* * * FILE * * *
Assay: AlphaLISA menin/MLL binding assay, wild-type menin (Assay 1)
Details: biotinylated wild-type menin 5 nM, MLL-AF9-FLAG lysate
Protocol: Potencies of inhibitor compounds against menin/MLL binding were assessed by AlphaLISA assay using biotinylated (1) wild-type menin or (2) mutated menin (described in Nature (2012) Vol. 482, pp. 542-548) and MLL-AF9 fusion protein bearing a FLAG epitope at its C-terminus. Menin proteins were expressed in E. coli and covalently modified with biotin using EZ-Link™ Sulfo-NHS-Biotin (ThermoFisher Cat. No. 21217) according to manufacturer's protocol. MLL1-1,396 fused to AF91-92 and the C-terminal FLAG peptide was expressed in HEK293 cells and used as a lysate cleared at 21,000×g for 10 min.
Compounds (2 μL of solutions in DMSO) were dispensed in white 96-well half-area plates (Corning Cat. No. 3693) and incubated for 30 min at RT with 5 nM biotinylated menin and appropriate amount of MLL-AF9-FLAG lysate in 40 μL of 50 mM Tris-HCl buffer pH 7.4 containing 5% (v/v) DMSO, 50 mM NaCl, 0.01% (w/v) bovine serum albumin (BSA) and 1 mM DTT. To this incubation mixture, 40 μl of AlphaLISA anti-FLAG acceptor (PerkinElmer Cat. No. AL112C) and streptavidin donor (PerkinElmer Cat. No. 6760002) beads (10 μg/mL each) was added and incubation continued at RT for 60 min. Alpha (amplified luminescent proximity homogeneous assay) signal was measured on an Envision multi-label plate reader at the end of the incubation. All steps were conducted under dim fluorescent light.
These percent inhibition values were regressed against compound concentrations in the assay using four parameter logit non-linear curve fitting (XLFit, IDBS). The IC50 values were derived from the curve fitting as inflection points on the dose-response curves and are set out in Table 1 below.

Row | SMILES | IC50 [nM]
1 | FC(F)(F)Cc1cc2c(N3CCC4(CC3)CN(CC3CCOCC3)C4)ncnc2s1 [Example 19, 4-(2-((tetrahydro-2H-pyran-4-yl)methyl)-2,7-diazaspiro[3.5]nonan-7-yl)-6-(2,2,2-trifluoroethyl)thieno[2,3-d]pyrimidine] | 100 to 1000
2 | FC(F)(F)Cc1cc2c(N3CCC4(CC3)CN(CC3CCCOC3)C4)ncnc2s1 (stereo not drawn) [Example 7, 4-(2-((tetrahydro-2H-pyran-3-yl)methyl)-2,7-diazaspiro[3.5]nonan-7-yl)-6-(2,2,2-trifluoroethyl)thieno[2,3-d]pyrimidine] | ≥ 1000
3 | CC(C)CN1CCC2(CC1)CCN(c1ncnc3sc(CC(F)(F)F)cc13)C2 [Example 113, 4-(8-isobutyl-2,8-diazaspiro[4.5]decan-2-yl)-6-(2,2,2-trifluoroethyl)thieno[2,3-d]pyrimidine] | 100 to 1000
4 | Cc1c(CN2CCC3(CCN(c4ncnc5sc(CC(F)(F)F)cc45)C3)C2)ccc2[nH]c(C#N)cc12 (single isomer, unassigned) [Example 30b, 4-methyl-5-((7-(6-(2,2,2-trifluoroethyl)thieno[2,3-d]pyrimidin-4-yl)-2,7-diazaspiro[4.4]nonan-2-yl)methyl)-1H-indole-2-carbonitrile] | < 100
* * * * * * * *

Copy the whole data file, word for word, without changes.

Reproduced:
Assay: AlphaLISA menin/MLL binding assay, wild-type menin (Assay 1)
Details: biotinylated wild-type menin 5 nM, MLL-AF9-FLAG lysate
Protocol: Potencies of inhibitor compounds against menin/MLL binding were assessed by AlphaLISA assay using biotinylated (1) wild-type menin or (2) mutated menin (described in Nature (2012) Vol. 482, pp. 542-548) and MLL-AF9 fusion protein bearing a FLAG epitope at its C-terminus. Menin proteins were expressed in E. coli and covalently modified with biotin using EZ-Link™ Sulfo-NHS-Biotin (ThermoFisher Cat. No. 21217) according to manufacturer's protocol. MLL1-1,396 fused to AF91-92 and the C-terminal FLAG peptide was expressed in HEK293 cells and used as a lysate cleared at 21,000×g for 10 min.
Compounds (2 μL of solutions in DMSO) were dispensed in white 96-well half-area plates (Corning Cat. No. 3693) and incubated for 30 min at RT with 5 nM biotinylated menin and appropriate amount of MLL-AF9-FLAG lysate in 40 μL of 50 mM Tris-HCl buffer pH 7.4 containing 5% (v/v) DMSO, 50 mM NaCl, 0.01% (w/v) bovine serum albumin (BSA) and 1 mM DTT. To this incubation mixture, 40 μl of AlphaLISA anti-FLAG acceptor (PerkinElmer Cat. No. AL112C) and streptavidin donor (PerkinElmer Cat. No. 6760002) beads (10 μg/mL each) was added and incubation continued at RT for 60 min. Alpha (amplified luminescent proximity homogeneous assay) signal was measured on an Envision multi-label plate reader at the end of the incubation. All steps were conducted under dim fluorescent light.
These percent inhibition values were regressed against compound concentrations in the assay using four parameter logit non-linear curve fitting (XLFit, IDBS). The IC50 values were derived from the curve fitting as inflection points on the dose-response curves and are set out in Table 1 below.

Row | SMILES | IC50 [nM]
1 | FC(F)(F)Cc1cc2c(N3CCC4(CC3)CN(CC3CCOCC3)C4)ncnc2s1 [Example 19, 4-(2-((tetrahydro-2H-pyran-4-yl)methyl)-2,7-diazaspiro[3.5]nonan-7-yl)-6-(2,2,2-trifluoroethyl)thieno[2,3-d]pyrimidine] | 100 to 1000
2 | FC(F)(F)Cc1cc2c(N3CCC4(CC3)CN(CC3CCCOC3)C4)ncnc2s1 (stereo not drawn) [Example 7, 4-(2-((tetrahydro-2H-pyran-3-yl)methyl)-2,7-diazaspiro[3.5]nonan-7-yl)-6-(2,2,2-trifluoroethyl)thieno[2,3-d]pyrimidine] | ≥ 1000
3 | CC(C)CN1CCC2(CC1)CCN(c1ncnc3sc(CC(F)(F)F)cc13)C2 [Example 113, 4-(8-isobutyl-2,8-diazaspiro[4.5]decan-2-yl)-6-(2,2,2-trifluoroethyl)thieno[2,3-d]pyrimidine] | 100 to 1000
4 | Cc1c(CN2CCC3(CCN(c4ncnc5sc(CC(F)(F)F)cc45)C3)C2)ccc2[nH]c(C#N)cc12 (single isomer, unassigned) [Example 30b, 4-methyl-5-((7-(6-(2,2,2-trifluoroethyl)thieno[2,3-d]pyrimidin-4-yl)-2,7-diazaspiro[4.4]nonan-2-yl)methyl)-1H-indole-2-carbonitrile] | < 100